Indigenous people were devastated and emotionally depressed because of massacres; their spiritual beliefs were forcefully changed and set in Christian missions. As a result, violence, poor diet, sedentary lifestyle, drug and alcohol abuse as well as smoking rate increased among the Indigenous people (VACCHO, 2020). The Government policy of Protection (1869) and Assimilation Policy (1951-1962), under the name of protection boards, removed thousands of Indigenous children from their families and put them in white families or missions. When they turned 18, they were forced to disseminate into the white society and these children are known as the Stolen Generations. The physical, emotional and sexual abuse left a lifetime impact on the health and well-being of the Stolen Generations (VACCHO, 2020). The forceful removal of children from their family weakened their indigenous identity and Indigenous cultural traditions.
Their education level is limited; most do not complete high school, because of these they were less likely to get employed. They experienced an unstable living condition leading to an unstable relationship with their partners (Australian Human Rights and Equal Opportunity Commission, 1997). The gap on Indigenous health is directly related to their past physical and psychological suffering. Ongoing racism and discrimination, intergenerational trauma, poor diet, lack of exercise, low education, low employment, low income, poor housing affordability, poor sanitation and drainage system have negatively contributed to their health. This in turn led to poor life expectancy; 10.6 years less for Indigenous males born between 2015 and 2017 and about 8 to 9 years less for females than non-Indigenous population (Australian Indigenous HealthInfoNet, 2020).
To close the health gap, it is important to understand what health means to Aboriginal people. Health is not merely a physical illness; it is cultural, spiritual and emotional well-being of an individual, their families and the whole community. Therefore, various solutions have been implemented by the Aboriginal community to address the health needs of Aboriginal people in a holistic and culturally safe manner. These include the establishment of Victorian Aboriginal Community Controlled Health organization (VACCHO) and community healing centres run by the Healing Foundation. VACCHO is a member of the National Aboriginal Community Controlled Health Organization (NACCHO) and which represents 100 per cent Aboriginal Community Controlled Health Organizations. To address the health needs of each local Aboriginal community group operates at a community level. Currently there are 25 locally owned Aboriginal Community controlled Health Organizations across Victoria (VACCHO, 2020).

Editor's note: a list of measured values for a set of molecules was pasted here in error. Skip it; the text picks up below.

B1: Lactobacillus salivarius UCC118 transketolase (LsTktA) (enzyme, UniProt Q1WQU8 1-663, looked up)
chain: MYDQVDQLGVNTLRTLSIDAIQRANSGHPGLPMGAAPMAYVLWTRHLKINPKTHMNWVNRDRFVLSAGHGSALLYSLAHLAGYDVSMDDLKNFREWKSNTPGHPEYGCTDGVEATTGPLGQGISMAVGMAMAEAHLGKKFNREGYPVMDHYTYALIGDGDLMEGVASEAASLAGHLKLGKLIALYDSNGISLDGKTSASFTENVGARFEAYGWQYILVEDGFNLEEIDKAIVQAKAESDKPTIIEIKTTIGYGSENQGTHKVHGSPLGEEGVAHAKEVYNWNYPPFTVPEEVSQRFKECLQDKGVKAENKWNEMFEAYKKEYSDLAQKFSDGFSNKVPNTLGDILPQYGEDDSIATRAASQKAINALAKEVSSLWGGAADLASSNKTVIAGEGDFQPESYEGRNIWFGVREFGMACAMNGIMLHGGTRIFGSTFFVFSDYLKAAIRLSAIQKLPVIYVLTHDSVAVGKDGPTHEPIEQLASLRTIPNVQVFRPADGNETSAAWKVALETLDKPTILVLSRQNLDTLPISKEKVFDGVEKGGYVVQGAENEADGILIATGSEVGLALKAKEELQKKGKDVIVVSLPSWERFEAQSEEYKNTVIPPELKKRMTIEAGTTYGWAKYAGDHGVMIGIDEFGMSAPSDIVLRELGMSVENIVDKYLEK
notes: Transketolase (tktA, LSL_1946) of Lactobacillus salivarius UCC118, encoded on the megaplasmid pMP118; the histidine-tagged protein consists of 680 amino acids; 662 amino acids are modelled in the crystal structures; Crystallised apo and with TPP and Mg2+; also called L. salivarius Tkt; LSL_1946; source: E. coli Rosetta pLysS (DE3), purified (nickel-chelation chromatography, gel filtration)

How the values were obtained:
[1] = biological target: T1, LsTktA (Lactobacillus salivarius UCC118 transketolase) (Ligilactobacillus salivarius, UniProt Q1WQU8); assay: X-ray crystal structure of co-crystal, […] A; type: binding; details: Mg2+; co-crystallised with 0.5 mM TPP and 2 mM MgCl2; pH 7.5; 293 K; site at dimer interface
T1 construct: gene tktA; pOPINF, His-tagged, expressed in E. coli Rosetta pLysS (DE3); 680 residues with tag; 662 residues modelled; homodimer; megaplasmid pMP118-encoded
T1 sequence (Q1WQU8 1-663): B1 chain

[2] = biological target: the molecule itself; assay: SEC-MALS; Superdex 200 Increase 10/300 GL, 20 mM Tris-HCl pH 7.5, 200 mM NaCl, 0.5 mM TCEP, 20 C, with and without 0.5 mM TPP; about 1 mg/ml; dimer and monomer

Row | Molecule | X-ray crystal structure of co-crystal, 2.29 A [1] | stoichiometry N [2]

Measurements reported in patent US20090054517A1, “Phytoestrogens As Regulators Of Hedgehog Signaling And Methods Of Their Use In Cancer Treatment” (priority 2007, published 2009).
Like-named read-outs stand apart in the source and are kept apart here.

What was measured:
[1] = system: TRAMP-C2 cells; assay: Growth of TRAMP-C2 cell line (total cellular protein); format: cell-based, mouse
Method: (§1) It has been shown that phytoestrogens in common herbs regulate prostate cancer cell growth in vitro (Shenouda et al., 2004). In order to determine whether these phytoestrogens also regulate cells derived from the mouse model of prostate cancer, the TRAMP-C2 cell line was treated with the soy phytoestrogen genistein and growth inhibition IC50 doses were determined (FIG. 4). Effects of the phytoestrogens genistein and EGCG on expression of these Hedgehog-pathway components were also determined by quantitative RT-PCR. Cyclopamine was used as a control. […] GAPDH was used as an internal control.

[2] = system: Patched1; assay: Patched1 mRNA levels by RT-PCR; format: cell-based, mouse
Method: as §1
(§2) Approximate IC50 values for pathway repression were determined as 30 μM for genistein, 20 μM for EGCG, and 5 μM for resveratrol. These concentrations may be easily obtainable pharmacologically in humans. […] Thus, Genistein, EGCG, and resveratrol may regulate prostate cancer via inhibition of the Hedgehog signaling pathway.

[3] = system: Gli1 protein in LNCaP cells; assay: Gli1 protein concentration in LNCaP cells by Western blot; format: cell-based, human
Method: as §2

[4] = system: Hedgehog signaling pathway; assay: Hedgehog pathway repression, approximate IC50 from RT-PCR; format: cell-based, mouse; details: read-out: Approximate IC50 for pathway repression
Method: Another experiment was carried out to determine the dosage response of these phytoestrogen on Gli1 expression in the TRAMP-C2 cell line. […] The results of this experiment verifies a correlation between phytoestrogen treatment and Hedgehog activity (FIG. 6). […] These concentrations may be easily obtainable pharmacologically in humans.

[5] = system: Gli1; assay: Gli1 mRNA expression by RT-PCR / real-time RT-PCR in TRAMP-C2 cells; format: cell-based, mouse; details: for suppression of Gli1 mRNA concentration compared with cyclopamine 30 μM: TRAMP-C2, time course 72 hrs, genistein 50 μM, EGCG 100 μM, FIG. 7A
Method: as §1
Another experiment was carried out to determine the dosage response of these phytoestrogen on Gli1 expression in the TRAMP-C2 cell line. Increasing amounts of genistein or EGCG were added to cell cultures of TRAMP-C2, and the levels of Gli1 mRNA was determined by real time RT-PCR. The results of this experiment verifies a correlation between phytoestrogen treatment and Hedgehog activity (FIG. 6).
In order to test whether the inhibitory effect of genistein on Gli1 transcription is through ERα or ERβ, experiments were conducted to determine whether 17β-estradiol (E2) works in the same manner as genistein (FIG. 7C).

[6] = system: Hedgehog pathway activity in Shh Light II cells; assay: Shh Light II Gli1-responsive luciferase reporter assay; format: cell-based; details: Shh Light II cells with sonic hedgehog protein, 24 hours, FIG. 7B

Community healing centres also provide culturally safe and health services to the Aboriginal community, particularly to those members of the Stolen Generations and their families, aimed to help their mental health, emotional wellbeing and spiritually and to support them through their healing process. In 2017/2018 the Healing Foundation supported 170 Stolen Generations members who took part in collective healing projects (Healing Foundation, 2018). Aboriginal-led health organizations such as the Victorian Aboriginal Community Controlled Health Organization and healing centres run by the Healing Foundation are vital to close to the health inequality among Aboriginal and non-Aboriginal people.
Culturally safe and health care services delivered by Aborigines to Aborigines play a significant role on decolonization of the mainstream health by allowing self-determination, as these organizations are run and managed by Aborigines, Advocates for Aborigines health equality by providing access to health services, capacity building through health promotion and education and creating employment to the community. As these organization run and work for the Aboriginal community which gives confidence and builds trust in the health services, so this increases access to the health services and creates strong connections among the Aboriginal community (VACCHO, 2020). The Healing Foundation supports group healing projects which were planned to meet the specific healing needs to the Stolen Generations members by giving them access to healing groups, connecting them with other survivors. Sharing their stories help many Stolen Generations members and it also plays a significant role for intergenerational healing (Healing Foundation, 2018).
A professional writer will make a clear, mistake-free paper for you!Get help with your assigment
Please check your inbox